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The Value of Strong Medical Engagement

And the Cost of Not Getting it Right 

Medical Affairs is about strong medical engagement. In McKinsey’s “Pharma Medical Affairs 2020 and Beyond” report, in order to fully demonstrate value, Medical Affairs must continuously upgrade its understanding of what value means from the perspectives of a broad spectrum of healthcare stakeholders—from patients to society to industry.

Whether it is publishing or presenting data, initiating a new clinical trial, getting guidance in a new therapeutic area, providing medical education, or collecting post-marketing real world data, proper management and oversight of relationships with key opinion leaders, healthcare professionals and patients must be top priority.

Any engagements that are planned – congress activities, advisory boards, Delphi panels, investigator meetings, receptions – must be expertly designed and executed so that your company and team stay in the highest regards with your audience.

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What do excellent design and execution look like?


Incomparable project management. Impeccable timelines. Ensuring you have the right audience - if you don’t, the identification, profiling, and contracting is a whole other project in itself! -, picking the right venue, in the right city, at the right time on the calendar, are all critical factors of importance.

Knowing your true goals and “north star” of the engagement is also extremely important and unfortunately can get mired by all the other planning details. It is so important to ask yourself “why are we planning this meeting or engagement?” and “what would be the ideal or best outcome” we could obtain after this concludes? These questions MUST be asked, and the mission, agenda, and post-meeting actions should all stem from the answers to those questions.

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Be your audience. Excellent event design and ensuring an exceptional experience for your guests is extremely important. It isn’t about picking a high-end venue or serving champagne and caviar, and not because of the regulatory implications of those actions. If you are responsible for ensuring their experience is well-thought through, you ensure that independent of other factors, they will associate you and your group with quality. You must walk through each moment of the engagement, from the flight reservation to the ground transportation to arriving at the venue. Do your guests know where to go? Do they know what is expected of them, if applicable? Will they walk away from this engagement thinking, “Wow, XYZ did a great job; I really look forward to working with them in the future”? That’s what you should want after every engagement you plan.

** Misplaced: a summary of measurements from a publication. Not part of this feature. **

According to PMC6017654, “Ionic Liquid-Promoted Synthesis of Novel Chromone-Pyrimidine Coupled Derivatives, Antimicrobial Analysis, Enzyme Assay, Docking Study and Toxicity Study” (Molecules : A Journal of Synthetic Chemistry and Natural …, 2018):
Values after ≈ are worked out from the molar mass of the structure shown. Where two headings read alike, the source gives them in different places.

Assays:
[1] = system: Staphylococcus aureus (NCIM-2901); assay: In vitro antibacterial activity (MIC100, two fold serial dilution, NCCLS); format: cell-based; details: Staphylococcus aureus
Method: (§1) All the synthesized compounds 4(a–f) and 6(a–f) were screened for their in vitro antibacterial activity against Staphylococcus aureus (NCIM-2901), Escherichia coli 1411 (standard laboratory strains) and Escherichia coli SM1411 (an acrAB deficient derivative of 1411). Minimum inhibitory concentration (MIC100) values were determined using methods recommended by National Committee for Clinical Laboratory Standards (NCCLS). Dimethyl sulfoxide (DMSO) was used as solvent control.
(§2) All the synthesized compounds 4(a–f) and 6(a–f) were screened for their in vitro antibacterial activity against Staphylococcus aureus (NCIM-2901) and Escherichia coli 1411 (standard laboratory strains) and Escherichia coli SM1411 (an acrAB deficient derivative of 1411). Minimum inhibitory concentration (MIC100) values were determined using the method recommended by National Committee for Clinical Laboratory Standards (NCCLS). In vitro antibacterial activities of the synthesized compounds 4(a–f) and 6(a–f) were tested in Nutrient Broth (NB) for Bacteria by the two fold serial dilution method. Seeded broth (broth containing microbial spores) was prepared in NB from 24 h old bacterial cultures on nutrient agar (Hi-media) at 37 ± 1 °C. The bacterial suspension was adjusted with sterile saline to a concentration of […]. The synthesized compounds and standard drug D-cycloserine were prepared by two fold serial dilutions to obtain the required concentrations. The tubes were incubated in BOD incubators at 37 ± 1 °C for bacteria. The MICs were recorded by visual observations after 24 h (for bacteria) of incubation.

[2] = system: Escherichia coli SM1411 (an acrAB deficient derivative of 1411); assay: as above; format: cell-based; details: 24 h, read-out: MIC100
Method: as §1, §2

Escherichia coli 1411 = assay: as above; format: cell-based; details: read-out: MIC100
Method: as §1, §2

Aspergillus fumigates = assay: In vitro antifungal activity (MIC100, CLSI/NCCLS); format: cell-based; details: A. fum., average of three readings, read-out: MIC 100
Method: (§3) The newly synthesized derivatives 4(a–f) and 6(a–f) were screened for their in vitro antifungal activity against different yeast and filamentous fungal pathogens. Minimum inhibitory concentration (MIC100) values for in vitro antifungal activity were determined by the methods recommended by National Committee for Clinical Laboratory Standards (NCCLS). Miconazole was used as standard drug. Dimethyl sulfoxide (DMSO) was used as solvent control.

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All of this takes an incredible amount of planning, experience, and dedication to excellence.

On a recent meeting SBHC planned and executed for a client, all the above (including the identification, profiling, and contracting of the audience), took 6+ months and hundreds of planning hours in addition to 3 days onsite for the actual engagement itself. A medical affairs team may have the resources to do this internally, but it’s at a big financial and productivity cost to the team. If we value a medical affairs manager at $200/hr in FTE costs that could cost you $30,000+ just for this engagement alone, for one person only. Plus, this manager cannot be focused on other important medical affairs imperatives. If honoraria and all travel, venue, food & beverage, hotel, and other costs are considered, it can be upwards of $75,000 to $100,000 for one engagement alone. To not ensure that everything is planned perfectly is at a big cost to the organization.

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The point is clear. While medical engagements have always been extremely important, that importance will continue to rise as the need to prove value from the patient to the clinic continues to grow.

Engagements need to be expertly planned, designed, and executed. It’s at too high a cost to a medical affairs team, the company it is a part of, the healthcare professionals you hope to work with and educate, and the patients you treat or hope to treat to get it wrong.